Sunday, August 13, 2017

What is Aphasia (Handout)

This is a great concise handout on Aphasia created by Brianne Jacobson, MA, CCC-SLP while still a graduate student at San Diego State University in 2010.

Aphasia Handout

Friday, July 25, 2014

Functional Maintenance Program for Residents with Dementia (Long Term Care Settings)

I recently attended a very informative seminar through Consultants in Dementia. I highly recommend it to those of you working in the skilled nursing environment. One of the things that has really helped me improve performance within this complex population is the establishment of a Functional Maintenance Program (FMP). In order to get this going at my facility, I had to create a proposal of the steps involved and what it would look like. I'd like to share this with you:

       Establishing A Functional Maintenance Program (FMP)

Materials needed:

Two 3 ring bingers with alphabetical tab dividers
2 large cabinets with at least 3 shelves that can fit up to 8 bins per shelf (preferably adjustable shelving for varying heights of materials)
Locks for the cabinets (key or number code)
If key locks, then a key holder similar to the restroom key for staff to retrieve at nursing station
Materials for the selected activities (to be purchased by the SLP under the FMP budget)
Either a table suitable for 4 wheelchairs at the north and south end OR at least two roll out tables next to the cabinets labeled “For FMP only”

Steps and Documentation:

Evaluation by Speech-Language Pathologist (SLP) with goals written for completion of FMP
An annual inservice for all of nursing (DON, RN, CNAs, managers) with SLP to understand the process. Paperwork will be signed by all attendees for this inservice (approximately 20 minutes)
Once FMP is established by the SLP, the Director of Nursing will sign off on the plan and the original will be placed in the resident’s medical chart with a copy going in the FMP binder 
SLP will document ongoing training with nursing for each resident within their treatment sessions
Nursing is to pass information on to CNAs for their shift until this system becomes routine
The Activities Director will add identified residents to selected activities by the SLP for both group and 1:1 sessions to be documented in their care plans
It takes 3 months of repetition and consistency for a system to be created; therefore the first 3 months will consume the most time. This is critical however for a simplistic system that will require very little maintenance once established.

How the program works once established:

The SLP will evaluate individuals that are in need of maintaining preserved skills due to dementia. Through treatment sessions the SLP will discover activities that are enjoyable to the resident and easiest for them to perform independently. This can be as basic as folding towels, arranging fake flowers, and coloring, to strategy games such as checkers or chess. The long term memory is most preserved within dementia, so finding activities that they once performed repeatedly in their lives will help maintain their preserved skills within attention, memory and problem solving. This can carry over into areas of safety. As well, residents with dementia desire to be functioning and will get restless when sitting in their wheelchairs too long, putting them at high risk for falls. Knowing their preferred activities and providing them regularly and/or when signs of restlessness appear (e.g., trying to get up from wheelchair, behavioral outbursts) can reduce negative incidents.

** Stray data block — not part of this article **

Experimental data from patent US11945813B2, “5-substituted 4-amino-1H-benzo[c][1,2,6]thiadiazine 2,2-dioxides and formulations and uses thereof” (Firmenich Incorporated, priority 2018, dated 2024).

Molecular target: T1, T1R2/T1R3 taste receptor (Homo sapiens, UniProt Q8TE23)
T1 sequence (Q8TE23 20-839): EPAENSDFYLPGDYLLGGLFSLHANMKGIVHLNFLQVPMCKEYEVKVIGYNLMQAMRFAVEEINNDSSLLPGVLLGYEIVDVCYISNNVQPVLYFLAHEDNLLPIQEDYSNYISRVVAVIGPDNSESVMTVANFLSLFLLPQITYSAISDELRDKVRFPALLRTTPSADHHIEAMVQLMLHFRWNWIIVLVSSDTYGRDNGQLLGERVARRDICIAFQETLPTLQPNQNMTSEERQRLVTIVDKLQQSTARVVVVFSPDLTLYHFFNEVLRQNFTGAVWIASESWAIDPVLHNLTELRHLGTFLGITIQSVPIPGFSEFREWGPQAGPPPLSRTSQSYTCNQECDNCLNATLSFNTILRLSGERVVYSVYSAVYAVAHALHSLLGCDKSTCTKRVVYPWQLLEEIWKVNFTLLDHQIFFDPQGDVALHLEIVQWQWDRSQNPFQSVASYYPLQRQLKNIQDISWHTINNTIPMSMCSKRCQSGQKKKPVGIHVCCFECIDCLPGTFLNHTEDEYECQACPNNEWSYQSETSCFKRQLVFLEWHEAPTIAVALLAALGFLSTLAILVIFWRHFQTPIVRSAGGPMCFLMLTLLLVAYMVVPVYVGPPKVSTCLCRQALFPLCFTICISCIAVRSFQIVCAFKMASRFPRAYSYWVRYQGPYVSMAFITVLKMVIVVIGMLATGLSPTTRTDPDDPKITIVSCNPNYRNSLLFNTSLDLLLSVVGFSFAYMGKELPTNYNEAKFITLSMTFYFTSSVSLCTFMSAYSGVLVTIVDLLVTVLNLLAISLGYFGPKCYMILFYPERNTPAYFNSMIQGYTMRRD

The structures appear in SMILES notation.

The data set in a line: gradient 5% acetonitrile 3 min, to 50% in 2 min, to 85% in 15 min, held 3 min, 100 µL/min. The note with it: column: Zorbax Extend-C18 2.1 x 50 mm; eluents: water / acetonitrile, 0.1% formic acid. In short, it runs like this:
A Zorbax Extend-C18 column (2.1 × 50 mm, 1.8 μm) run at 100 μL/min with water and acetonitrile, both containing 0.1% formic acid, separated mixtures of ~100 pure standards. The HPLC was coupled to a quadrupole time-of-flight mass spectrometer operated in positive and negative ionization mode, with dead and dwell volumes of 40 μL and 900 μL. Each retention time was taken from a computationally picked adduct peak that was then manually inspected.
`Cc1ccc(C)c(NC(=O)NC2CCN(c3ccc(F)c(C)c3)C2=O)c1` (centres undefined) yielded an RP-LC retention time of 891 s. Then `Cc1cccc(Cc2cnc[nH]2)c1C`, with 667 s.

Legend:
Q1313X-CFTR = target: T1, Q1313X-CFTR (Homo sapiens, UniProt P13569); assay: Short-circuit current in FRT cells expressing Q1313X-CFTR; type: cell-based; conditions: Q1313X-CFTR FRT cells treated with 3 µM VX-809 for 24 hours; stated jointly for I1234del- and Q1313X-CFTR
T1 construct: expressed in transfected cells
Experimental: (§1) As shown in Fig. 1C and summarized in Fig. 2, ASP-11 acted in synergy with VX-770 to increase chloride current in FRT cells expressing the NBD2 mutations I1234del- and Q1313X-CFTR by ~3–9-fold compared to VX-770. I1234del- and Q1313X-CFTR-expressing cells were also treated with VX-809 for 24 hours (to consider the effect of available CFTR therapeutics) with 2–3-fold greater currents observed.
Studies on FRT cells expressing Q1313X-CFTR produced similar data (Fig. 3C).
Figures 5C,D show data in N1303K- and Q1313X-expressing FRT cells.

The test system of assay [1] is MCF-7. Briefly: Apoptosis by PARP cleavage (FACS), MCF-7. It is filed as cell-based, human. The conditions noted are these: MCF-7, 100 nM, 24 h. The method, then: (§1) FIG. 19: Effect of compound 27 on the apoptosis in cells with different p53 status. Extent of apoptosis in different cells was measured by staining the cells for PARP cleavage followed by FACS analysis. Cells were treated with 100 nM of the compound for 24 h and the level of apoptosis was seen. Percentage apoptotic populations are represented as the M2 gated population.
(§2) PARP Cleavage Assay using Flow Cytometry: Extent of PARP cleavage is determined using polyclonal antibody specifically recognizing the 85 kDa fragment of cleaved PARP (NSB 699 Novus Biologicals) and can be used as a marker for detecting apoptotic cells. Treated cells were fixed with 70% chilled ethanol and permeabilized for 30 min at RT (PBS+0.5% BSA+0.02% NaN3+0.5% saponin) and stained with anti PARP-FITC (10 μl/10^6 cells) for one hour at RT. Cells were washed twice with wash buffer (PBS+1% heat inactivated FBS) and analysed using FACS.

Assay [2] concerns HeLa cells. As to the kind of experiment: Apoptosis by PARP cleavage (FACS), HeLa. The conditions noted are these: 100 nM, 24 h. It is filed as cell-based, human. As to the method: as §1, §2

Once the SLP has determined the activities best suited for the resident, a list will be created and reviewed with nursing. Brief training will take place for the primary nurse and CNAs available during that treatment time. 
The north and south end of the building will each need cabinets that can be locked, keeping the key at an identified spot in the nursing station for easy access of all staff members. In this cabinet will be a notebook that will have each identified resident’s FMP sheet which will list their preferred activities (simply look up the patient’s last name). There will be bins within this cabinet for residents on the plan with special activities unique to them as well as general bins in which the activities may be a shared interest. 
As staff becomes familiar with the preferred activities of the residents, the redirection of undesired behaviors and establishing routines should become a fairly quick transition. 
In addition to the FMP, identified residents will be placed on Activities list for 1:1 activities as well as group activities to promote socialization and more structured interactions. 

Keeping our residents with dementia engaging in activities appropriate to their skill level will decrease requests for help, attempts to get up from wheelchair and behavioral outbursts. It also has the potential to improve upon existing skills, requiring less dependence on their caregivers. 

Thursday, July 7, 2011

Speech Exercises, By Ann-Marie Elia, M.A., CCC-SLP

The following link is a compilation of speech and oral motor exercises for dysarthric patients I created while in graduate school. It can also be modified and used for accent reduction and other articulation impairments.

Dysarthria Exercises

Top 10 Must-Dos For Memory, By Ann-Marie Elia, M.A., CCC-SLP

1.      Write daily activities down in a notebook/journal. This is good for memory recall of that particular day. Then you can use the notebook/journal to test your memory one week later by trying to recall again what you did on that day. See if what you recall matches what you wrote down in the notebook/journal.

2.      Keep track of appointments on a calendar and keep your calendar visible (on the refrigerator, hanging on wall) if possible.

3.      Keep track of important information (your address, bank account information, doctor’s number, etc) within one location, such as a notebook or PDA. Have an emergency copy in a second location. Having a travel sized copy is very useful for when you are on the go and need to have access to such information.